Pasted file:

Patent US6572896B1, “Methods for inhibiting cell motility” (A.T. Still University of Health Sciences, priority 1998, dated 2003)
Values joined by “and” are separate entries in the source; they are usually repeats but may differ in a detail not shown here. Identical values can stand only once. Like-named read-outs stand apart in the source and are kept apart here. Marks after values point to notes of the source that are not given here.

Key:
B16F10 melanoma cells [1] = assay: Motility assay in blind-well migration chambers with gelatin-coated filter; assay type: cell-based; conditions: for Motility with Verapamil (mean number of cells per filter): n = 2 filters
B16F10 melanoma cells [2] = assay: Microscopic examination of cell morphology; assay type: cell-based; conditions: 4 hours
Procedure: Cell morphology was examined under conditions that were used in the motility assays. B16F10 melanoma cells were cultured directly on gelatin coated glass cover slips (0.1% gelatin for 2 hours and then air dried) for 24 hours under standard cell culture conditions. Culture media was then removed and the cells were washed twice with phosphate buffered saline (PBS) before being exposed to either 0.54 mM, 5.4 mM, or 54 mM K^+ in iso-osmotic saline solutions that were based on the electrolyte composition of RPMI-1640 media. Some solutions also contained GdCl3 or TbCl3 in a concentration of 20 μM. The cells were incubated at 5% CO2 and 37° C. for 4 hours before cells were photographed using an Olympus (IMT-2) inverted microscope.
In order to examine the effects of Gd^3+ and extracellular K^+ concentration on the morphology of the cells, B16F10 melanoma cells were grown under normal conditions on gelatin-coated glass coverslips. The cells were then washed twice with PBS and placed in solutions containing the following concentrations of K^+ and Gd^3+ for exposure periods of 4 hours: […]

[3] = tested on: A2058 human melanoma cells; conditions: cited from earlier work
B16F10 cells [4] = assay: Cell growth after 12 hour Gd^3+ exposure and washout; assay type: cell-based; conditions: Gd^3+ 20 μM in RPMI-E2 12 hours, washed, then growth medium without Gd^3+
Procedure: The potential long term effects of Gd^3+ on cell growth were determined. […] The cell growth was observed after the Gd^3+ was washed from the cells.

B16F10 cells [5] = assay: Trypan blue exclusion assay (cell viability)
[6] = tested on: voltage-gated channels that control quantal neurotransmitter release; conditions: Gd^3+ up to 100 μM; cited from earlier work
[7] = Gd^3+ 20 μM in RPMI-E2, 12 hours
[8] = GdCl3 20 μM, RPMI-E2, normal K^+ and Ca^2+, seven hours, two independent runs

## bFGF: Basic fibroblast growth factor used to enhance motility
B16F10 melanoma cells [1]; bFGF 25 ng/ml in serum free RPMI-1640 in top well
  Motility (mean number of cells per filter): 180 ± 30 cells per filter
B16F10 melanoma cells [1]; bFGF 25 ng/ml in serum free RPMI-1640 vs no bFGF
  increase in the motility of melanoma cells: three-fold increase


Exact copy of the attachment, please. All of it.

Patent US6572896B1, “Methods for inhibiting cell motility” (A.T. Still University of Health Sciences, priority 1998, dated 2003)
Values joined by “and” are separate entries in the source; they are usually repeats but may differ in a detail not shown here. Identical values can stand only once. Like-named read-outs stand apart in the source and are kept apart here. Marks after values point to notes of the source that are not given here.

Key:
B16F10 melanoma cells [1] = assay: Motility assay in blind-well migration chambers with gelatin-coated filter; assay type: cell-based; conditions: for Motility with Verapamil (mean number of cells per filter): n = 2 filters
B16F10 melanoma cells [2] = assay: Microscopic examination of cell morphology; assay type: cell-based; conditions: 4 hours
Procedure: Cell morphology was examined under conditions that were used in the motility assays. B16F10 melanoma cells were cultured directly on gelatin coated glass cover slips (0.1% gelatin for 2 hours and then air dried) for 24 hours under standard cell culture conditions. Culture media was then removed and the cells were washed twice with phosphate buffered saline (PBS) before being exposed to either 0.54 mM, 5.4 mM, or 54 mM K^+ in iso-osmotic saline solutions that were based on the electrolyte composition of RPMI-1640 media. Some solutions also contained GdCl3 or TbCl3 in a concentration of 20 μM. The cells were incubated at 5% CO2 and 37° C. for 4 hours before cells were photographed using an Olympus (IMT-2) inverted microscope.
In order to examine the effects of Gd^3+ and extracellular K^+ concentration on the morphology of the cells, B16F10 melanoma cells were grown under normal conditions on gelatin-coated glass coverslips. The cells were then washed twice with PBS and placed in solutions containing the following concentrations of K^+ and Gd^3+ for exposure periods of 4 hours: […]

[3] = tested on: A2058 human melanoma cells; conditions: cited from earlier work
B16F10 cells [4] = assay: Cell growth after 12 hour Gd^3+ exposure and washout; assay type: cell-based; conditions: Gd^3+ 20 μM in RPMI-E2 12 hours, washed, then growth medium without Gd^3+
Procedure: The potential long term effects of Gd^3+ on cell growth were determined. […] The cell growth was observed after the Gd^3+ was washed from the cells.

B16F10 cells [5] = assay: Trypan blue exclusion assay (cell viability)
[6] = tested on: voltage-gated channels that control quantal neurotransmitter release; conditions: Gd^3+ up to 100 μM; cited from earlier work
[7] = Gd^3+ 20 μM in RPMI-E2, 12 hours
[8] = GdCl3 20 μM, RPMI-E2, normal K^+ and Ca^2+, seven hours, two independent runs

## bFGF: Basic fibroblast growth factor used to enhance motility
B16F10 melanoma cells [1]; bFGF 25 ng/ml in serum free RPMI-1640 in top well
  Motility (mean number of cells per filter): 180 ± 30 cells per filter
B16F10 melanoma cells [1]; bFGF 25 ng/ml in serum free RPMI-1640 vs no bFGF
  increase in the motility of melanoma cells: three-fold increase